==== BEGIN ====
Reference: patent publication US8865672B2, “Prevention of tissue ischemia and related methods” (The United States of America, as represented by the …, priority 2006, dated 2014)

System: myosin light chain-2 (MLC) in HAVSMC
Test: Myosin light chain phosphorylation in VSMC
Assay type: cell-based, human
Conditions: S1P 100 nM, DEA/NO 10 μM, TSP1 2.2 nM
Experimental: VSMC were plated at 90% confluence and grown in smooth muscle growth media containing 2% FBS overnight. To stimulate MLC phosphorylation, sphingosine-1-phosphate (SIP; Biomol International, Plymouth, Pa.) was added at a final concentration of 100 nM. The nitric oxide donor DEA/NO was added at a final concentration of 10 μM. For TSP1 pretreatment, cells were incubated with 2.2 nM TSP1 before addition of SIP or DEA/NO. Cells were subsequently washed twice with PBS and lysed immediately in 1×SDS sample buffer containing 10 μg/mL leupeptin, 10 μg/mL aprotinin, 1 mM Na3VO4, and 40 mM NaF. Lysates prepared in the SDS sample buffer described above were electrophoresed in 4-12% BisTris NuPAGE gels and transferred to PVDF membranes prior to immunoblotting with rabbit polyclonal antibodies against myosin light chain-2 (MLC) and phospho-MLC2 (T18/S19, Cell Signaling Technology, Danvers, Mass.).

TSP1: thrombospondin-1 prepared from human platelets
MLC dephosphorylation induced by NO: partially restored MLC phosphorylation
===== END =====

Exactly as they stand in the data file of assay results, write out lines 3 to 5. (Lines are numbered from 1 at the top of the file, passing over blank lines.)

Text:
Test: Myosin light chain phosphorylation in VSMC
Assay type: cell-based, human
Conditions: S1P 100 nM, DEA/NO 10 μM, TSP1 2.2 nM